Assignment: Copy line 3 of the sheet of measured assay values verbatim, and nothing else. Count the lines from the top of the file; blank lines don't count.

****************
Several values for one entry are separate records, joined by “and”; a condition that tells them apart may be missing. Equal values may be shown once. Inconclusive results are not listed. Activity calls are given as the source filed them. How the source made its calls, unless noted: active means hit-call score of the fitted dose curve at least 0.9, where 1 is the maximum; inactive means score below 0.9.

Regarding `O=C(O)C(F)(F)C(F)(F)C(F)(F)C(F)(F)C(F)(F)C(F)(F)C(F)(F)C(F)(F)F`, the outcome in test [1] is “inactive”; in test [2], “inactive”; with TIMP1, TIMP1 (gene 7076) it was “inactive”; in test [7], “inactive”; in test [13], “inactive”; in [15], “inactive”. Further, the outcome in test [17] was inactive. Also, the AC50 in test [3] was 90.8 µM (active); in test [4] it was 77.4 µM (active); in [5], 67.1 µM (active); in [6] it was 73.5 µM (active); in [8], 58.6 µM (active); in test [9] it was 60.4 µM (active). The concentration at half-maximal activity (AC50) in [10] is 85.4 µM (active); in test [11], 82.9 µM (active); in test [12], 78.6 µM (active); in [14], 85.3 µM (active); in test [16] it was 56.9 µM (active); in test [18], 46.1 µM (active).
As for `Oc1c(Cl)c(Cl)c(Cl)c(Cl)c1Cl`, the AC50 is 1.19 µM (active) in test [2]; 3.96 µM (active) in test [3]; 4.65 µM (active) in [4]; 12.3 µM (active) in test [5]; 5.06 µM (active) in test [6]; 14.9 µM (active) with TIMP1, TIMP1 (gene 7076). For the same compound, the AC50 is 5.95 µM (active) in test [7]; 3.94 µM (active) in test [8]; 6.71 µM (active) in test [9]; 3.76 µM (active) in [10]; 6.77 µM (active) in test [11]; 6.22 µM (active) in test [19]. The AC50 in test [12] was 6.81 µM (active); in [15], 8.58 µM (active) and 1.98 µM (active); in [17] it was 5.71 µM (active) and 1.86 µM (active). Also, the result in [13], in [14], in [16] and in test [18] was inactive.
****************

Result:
As for `Oc1c(Cl)c(Cl)c(Cl)c(Cl)c1Cl`, the AC50 is 1.19 µM (active) in test [2]; 3.96 µM (active) in test [3]; 4.65 µM (active) in [4]; 12.3 µM (active) in test [5]; 5.06 µM (active) in test [6]; 14.9 µM (active) with TIMP1, TIMP1 (gene 7076). For the same compound, the AC50 is 5.95 µM (active) in test [7]; 3.94 µM (active) in test [8]; 6.71 µM (active) in test [9]; 3.76 µM (active) in [10]; 6.77 µM (active) in test [11]; 6.22 µM (active) in test [19]. The AC50 in test [12] was 6.81 µM (active); in [15], 8.58 µM (active) and 1.98 µM (active); in [17] it was 5.71 µM (active) and 1.86 µM (active). Also, the result in [13], in [14], in [16] and in test [18] was inactive.